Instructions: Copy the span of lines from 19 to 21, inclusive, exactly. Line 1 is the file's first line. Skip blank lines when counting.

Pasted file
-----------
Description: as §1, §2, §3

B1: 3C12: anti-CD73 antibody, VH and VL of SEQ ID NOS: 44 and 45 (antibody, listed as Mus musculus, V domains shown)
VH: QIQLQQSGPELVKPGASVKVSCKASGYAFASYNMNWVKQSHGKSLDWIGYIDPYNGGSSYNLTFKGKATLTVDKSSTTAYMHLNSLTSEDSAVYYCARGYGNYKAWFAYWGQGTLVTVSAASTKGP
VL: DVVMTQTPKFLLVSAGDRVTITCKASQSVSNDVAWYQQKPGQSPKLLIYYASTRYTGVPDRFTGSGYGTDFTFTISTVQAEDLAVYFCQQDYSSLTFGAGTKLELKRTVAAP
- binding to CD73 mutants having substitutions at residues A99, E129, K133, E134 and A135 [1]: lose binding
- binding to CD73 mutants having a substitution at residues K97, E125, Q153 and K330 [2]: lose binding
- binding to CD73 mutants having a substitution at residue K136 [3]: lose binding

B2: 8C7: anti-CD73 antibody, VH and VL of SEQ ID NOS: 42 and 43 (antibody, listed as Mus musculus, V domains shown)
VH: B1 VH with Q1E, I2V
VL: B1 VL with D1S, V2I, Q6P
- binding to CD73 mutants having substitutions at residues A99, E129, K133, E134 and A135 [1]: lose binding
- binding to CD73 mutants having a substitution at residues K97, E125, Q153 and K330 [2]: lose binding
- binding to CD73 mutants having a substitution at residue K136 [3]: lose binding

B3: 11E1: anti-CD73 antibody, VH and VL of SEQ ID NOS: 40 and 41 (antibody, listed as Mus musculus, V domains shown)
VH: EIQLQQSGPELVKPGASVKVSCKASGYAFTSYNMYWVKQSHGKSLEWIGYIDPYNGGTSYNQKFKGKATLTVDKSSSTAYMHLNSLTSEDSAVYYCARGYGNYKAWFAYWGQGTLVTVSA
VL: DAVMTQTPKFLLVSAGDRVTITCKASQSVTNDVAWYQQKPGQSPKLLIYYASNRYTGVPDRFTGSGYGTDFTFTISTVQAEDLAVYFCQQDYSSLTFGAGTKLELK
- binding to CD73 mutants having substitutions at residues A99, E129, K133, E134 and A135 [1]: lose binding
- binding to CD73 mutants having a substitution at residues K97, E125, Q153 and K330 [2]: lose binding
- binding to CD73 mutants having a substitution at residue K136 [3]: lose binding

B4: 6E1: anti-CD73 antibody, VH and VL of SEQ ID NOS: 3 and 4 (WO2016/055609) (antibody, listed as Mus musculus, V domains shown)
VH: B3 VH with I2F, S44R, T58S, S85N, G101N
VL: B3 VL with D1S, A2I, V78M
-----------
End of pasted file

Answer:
- binding to CD73 mutants having a substitution at residue K136 [3]: lose binding

B4: 6E1: anti-CD73 antibody, VH and VL of SEQ ID NOS: 3 and 4 (WO2016/055609) (antibody, listed as Mus musculus, V domains shown)
VH: B3 VH with I2F, S44R, T58S, S85N, G101N